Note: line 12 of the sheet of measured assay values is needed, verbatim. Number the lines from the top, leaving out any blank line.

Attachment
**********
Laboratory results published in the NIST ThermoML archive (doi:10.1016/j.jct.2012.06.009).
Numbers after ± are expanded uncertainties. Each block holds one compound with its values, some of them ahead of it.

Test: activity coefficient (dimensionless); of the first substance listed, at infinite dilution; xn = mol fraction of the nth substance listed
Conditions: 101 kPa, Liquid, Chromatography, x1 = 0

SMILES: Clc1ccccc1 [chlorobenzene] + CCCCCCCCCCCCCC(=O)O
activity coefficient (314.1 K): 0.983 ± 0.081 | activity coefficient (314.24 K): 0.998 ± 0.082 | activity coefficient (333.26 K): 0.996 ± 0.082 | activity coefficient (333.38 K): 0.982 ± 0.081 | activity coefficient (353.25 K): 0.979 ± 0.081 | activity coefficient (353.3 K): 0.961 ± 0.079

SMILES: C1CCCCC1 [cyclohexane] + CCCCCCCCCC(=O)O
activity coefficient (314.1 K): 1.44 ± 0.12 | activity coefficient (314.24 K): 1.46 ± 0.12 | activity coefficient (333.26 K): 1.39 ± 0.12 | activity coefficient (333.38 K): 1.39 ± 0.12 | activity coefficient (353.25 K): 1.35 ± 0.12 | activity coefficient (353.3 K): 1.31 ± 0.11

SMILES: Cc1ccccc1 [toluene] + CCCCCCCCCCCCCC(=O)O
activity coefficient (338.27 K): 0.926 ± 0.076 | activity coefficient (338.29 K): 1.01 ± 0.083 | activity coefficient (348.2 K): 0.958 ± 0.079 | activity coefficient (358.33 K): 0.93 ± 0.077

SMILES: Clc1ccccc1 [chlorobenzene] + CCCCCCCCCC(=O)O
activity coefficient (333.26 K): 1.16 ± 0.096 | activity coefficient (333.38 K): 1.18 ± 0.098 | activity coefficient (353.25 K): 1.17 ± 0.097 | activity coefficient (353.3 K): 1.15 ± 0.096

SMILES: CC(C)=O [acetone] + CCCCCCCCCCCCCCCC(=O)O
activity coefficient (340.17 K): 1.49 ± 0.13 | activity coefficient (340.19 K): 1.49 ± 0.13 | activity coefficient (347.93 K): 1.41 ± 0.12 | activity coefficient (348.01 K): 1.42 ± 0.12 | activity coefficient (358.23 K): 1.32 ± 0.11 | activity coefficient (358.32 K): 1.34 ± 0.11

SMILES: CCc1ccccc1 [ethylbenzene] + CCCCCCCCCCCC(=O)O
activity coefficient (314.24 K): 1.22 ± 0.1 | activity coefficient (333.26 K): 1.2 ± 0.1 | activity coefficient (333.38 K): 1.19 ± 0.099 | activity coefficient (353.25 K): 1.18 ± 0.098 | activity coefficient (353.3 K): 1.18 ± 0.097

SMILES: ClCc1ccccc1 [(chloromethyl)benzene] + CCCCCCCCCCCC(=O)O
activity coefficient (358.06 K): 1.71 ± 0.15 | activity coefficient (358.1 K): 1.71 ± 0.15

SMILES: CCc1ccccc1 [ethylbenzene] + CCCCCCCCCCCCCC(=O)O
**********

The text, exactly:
activity coefficient (333.26 K): 1.16 ± 0.096 | activity coefficient (333.38 K): 1.18 ± 0.098 | activity coefficient (353.25 K): 1.17 ± 0.097 | activity coefficient (353.3 K): 1.15 ± 0.096